Advancements in the understanding and treatment of cervical cancer are inextricably intertwined with Black History Month. Why? Because the “HeLa cells” used in the scientific research that generated the HPV vaccines were from the cells of Henrietta Lacks, a Black woman who lost her life to cervical cancer in 1951, at age 31.
Physicians at Johns Hopkins University, where Lacks was treated, cultured cells from her tumors for medical research (notably, without her or her family’s knowledge or consent). Her cells survived, thrived, and multiplied outside her body, so much so that they have been in continual use in labs around the world. HeLa cells have helped change the course of modern medicine, contributing to medical breakthroughs including the development of the polio vaccine, and treatments for cancer, HIV/AIDS, leukemia, and Parkinson’s disease. HeLa cells were also of course instrumental to the development of the HPV vaccines.
Today in America, Blacks face the highest death rate and lowest survival rate of any racial or ethnic group for most cancers. This is certainly true for cervical cancer. Although in the U.S. cervical cancer occurs most often in Hispanic women, Black women tend to have lower 5-year survival rates and die from the disease more often than any other race. In fact, they have twice the cervical cancer mortality rate compared to white women, according to the American Cancer Society. Henrietta Lacks, through her children and grandchildren, is continuing to have impact and address disparities.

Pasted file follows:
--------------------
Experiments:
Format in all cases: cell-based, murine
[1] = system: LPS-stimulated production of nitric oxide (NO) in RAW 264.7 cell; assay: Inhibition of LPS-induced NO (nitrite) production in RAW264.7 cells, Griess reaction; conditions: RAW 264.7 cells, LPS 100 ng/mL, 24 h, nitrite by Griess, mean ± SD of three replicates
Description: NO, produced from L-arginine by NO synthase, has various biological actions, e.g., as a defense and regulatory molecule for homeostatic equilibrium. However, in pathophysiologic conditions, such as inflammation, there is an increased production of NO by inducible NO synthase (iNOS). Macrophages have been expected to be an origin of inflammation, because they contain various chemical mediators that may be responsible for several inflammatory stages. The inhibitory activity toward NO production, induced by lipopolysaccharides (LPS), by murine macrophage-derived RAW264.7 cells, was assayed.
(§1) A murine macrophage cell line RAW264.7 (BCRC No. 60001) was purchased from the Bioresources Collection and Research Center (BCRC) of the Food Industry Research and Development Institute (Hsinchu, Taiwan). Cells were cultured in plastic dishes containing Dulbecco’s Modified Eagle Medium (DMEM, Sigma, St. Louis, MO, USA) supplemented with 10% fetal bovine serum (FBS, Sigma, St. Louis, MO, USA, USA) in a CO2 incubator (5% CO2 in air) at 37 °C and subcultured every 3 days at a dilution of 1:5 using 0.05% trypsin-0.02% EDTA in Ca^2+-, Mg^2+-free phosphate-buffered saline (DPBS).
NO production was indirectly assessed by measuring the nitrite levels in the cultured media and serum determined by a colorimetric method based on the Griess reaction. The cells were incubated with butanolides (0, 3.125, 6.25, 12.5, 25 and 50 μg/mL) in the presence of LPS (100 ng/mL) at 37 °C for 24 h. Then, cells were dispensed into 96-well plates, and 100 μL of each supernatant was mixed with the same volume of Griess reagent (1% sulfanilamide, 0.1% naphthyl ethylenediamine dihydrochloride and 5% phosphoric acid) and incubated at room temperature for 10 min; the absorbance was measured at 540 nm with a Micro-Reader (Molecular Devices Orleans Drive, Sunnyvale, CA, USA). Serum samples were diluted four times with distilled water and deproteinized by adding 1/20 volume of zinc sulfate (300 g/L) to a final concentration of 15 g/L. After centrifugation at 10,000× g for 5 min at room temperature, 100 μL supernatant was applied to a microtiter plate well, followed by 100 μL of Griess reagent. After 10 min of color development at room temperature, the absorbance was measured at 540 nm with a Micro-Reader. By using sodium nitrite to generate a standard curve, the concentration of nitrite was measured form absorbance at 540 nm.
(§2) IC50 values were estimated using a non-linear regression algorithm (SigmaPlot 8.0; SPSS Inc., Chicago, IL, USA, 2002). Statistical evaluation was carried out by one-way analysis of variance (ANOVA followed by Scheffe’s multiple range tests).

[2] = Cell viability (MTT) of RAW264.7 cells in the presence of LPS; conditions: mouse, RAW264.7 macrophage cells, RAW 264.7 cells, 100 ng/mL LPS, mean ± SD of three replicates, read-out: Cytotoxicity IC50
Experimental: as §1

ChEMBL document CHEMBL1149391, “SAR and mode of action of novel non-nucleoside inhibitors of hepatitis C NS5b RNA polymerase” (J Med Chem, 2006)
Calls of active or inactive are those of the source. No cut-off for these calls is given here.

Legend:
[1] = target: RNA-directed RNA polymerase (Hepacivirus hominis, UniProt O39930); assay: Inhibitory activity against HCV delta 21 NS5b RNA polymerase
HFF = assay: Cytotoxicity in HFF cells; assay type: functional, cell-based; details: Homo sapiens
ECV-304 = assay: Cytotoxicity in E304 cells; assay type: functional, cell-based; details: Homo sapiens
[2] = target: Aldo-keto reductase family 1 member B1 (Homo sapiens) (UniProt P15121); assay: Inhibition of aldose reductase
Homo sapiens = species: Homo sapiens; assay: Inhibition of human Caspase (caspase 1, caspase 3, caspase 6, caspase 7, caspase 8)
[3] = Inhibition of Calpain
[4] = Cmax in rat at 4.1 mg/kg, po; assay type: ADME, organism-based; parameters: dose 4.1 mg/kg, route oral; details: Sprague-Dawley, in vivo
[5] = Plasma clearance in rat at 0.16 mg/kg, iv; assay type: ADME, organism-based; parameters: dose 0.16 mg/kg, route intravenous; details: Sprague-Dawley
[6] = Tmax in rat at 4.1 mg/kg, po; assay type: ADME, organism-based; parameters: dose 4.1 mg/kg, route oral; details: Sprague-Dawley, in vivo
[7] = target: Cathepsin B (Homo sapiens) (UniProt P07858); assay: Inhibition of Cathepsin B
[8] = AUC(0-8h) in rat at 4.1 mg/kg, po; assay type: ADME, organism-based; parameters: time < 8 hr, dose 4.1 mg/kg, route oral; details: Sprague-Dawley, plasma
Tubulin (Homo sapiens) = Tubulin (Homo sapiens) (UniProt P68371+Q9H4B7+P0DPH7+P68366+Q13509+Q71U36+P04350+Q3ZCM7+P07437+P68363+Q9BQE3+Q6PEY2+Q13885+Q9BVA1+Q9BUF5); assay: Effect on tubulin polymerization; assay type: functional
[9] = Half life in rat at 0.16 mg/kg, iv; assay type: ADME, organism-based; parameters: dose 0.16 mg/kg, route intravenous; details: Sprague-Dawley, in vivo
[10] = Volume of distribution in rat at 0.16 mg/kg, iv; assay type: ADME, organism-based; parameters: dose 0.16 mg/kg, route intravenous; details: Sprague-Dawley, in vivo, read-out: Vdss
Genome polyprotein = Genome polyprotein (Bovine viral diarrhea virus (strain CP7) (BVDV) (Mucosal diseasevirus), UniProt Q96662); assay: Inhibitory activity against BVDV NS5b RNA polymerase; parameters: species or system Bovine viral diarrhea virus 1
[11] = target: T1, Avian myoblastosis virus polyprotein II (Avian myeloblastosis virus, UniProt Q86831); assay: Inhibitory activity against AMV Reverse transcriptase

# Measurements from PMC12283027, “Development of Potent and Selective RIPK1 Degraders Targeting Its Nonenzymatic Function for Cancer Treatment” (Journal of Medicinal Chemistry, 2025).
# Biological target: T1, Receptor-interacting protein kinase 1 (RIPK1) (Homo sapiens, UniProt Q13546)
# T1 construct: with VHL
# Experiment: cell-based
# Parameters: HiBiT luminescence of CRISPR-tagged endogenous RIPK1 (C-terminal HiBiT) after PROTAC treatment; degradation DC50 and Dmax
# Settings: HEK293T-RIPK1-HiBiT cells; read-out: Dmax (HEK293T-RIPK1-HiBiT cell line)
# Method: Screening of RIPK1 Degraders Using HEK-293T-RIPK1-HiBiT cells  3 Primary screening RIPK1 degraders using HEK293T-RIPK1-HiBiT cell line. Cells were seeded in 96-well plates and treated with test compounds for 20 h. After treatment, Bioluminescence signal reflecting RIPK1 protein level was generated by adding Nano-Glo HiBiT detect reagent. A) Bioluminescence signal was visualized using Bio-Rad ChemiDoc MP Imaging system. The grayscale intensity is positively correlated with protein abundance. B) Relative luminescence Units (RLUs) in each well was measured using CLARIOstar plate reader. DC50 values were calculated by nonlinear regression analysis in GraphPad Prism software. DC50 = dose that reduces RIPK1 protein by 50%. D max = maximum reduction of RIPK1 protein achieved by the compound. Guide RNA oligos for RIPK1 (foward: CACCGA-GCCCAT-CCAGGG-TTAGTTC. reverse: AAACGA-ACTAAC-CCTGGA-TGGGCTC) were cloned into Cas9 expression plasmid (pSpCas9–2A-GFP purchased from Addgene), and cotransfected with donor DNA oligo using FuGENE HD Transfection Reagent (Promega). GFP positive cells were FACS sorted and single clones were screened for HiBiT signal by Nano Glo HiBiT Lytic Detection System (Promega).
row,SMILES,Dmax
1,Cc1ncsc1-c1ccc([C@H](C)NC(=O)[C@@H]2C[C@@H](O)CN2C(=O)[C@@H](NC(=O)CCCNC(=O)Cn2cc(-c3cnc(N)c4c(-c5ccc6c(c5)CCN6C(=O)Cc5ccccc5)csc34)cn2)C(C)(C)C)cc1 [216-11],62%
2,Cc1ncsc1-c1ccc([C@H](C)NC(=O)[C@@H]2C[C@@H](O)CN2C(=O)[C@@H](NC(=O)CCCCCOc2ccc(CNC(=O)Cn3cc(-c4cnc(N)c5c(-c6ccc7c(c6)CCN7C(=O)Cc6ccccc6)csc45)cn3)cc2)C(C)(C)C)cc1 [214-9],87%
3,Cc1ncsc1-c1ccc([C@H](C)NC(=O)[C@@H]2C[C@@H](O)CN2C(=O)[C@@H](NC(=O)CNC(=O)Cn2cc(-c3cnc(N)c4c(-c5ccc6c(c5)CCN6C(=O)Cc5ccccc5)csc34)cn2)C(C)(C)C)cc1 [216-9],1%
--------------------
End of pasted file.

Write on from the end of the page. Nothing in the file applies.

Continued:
The Henrietta Lacks Enhancing Cancer Research Act
Federal legislation focused on closing health gaps and improving access to clinical trials for people of color was signed into law in January 2021: the “Henrietta Lacks Enhancing Cancer Research Act” now mandates the government to reduce barriers to enrollment for underrepresented populations in federally-funded cancer clinical trials.
“While cancer impacts everyone, it does not affect everyone equally,” says Lisa Lacasse, president of the American Cancer Society Cancer Action Network. “The Henrietta Lacks Enhancing Cancer Research Act is critical to changing this reality, improving cancer outcomes and reducing health disparities in this country.” The newly enacted law builds upon Henrietta Lacks’ legacy by ensuring equitable access to advancements in cancer treatment for all people.
Learn More About Henrietta Lacks on World Cancer Day (Feb. 4)
In recognition of Black History Month (February) and World Cancer Day (Feb. 4) is a special virtual event: Henrietta Lacks’ great-granddaughter Veronica Robinson will host a conversation with the American Cancer Society Cancer Action Network’s VP of Federal Advocacy & Strategic Alliances, Keysha Brooks-Coley to discuss the new legislation, its importance and its intended impact on addressing some of the cancer disparities in our country. The event will be held Thursday, Feb. 4 at 1:00 PM ET on Zoom and Facebook Live. Learn more and register.